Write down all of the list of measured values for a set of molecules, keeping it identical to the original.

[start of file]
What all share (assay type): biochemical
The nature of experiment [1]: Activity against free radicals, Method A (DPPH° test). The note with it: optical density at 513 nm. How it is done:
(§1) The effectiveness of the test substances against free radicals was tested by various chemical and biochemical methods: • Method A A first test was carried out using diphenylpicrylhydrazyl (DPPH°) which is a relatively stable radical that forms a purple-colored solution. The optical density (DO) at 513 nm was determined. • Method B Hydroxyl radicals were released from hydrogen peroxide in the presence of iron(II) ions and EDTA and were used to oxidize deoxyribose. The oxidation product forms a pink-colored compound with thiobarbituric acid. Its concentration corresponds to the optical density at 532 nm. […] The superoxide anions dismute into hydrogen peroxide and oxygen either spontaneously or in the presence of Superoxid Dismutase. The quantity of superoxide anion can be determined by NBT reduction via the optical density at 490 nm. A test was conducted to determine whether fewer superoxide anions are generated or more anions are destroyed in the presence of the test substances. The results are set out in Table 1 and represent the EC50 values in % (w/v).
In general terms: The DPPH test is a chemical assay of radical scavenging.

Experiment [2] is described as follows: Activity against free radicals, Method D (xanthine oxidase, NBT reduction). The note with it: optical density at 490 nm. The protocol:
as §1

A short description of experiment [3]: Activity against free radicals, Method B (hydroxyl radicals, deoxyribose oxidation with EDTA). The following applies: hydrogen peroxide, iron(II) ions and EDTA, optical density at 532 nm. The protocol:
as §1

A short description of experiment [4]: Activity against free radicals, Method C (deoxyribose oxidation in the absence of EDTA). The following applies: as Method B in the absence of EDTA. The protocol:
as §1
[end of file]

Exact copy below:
What all share (assay type): biochemical
The nature of experiment [1]: Activity against free radicals, Method A (DPPH° test). The note with it: optical density at 513 nm. How it is done:
(§1) The effectiveness of the test substances against free radicals was tested by various chemical and biochemical methods: • Method A A first test was carried out using diphenylpicrylhydrazyl (DPPH°) which is a relatively stable radical that forms a purple-colored solution. The optical density (DO) at 513 nm was determined. • Method B Hydroxyl radicals were released from hydrogen peroxide in the presence of iron(II) ions and EDTA and were used to oxidize deoxyribose. The oxidation product forms a pink-colored compound with thiobarbituric acid. Its concentration corresponds to the optical density at 532 nm. […] The superoxide anions dismute into hydrogen peroxide and oxygen either spontaneously or in the presence of Superoxid Dismutase. The quantity of superoxide anion can be determined by NBT reduction via the optical density at 490 nm. A test was conducted to determine whether fewer superoxide anions are generated or more anions are destroyed in the presence of the test substances. The results are set out in Table 1 and represent the EC50 values in % (w/v).
In general terms: The DPPH test is a chemical assay of radical scavenging.

Experiment [2] is described as follows: Activity against free radicals, Method D (xanthine oxidase, NBT reduction). The note with it: optical density at 490 nm. The protocol:
as §1

A short description of experiment [3]: Activity against free radicals, Method B (hydroxyl radicals, deoxyribose oxidation with EDTA). The following applies: hydrogen peroxide, iron(II) ions and EDTA, optical density at 532 nm. The protocol:
as §1

A short description of experiment [4]: Activity against free radicals, Method C (deoxyribose oxidation in the absence of EDTA). The following applies: as Method B in the absence of EDTA. The protocol:
as §1